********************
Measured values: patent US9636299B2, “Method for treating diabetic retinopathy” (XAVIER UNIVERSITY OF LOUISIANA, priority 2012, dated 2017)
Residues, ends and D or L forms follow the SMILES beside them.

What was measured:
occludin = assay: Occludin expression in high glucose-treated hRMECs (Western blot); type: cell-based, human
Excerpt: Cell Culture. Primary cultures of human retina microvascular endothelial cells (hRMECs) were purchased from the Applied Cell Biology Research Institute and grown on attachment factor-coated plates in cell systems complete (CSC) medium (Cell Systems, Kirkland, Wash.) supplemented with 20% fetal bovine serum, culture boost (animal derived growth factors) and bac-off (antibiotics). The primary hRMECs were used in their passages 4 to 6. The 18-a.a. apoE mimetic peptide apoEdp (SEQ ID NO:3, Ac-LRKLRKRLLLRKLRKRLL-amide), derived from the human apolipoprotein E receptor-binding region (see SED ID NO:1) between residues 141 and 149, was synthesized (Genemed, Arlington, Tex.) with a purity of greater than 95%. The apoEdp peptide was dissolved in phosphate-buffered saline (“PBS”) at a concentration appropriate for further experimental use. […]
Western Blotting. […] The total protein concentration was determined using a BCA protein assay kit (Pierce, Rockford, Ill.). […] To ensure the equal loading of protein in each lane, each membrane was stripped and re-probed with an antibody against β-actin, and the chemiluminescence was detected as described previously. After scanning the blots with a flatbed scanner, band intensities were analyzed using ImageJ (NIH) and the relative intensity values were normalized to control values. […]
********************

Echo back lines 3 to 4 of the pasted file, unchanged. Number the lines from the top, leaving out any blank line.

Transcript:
What was measured:
occludin = assay: Occludin expression in high glucose-treated hRMECs (Western blot); type: cell-based, human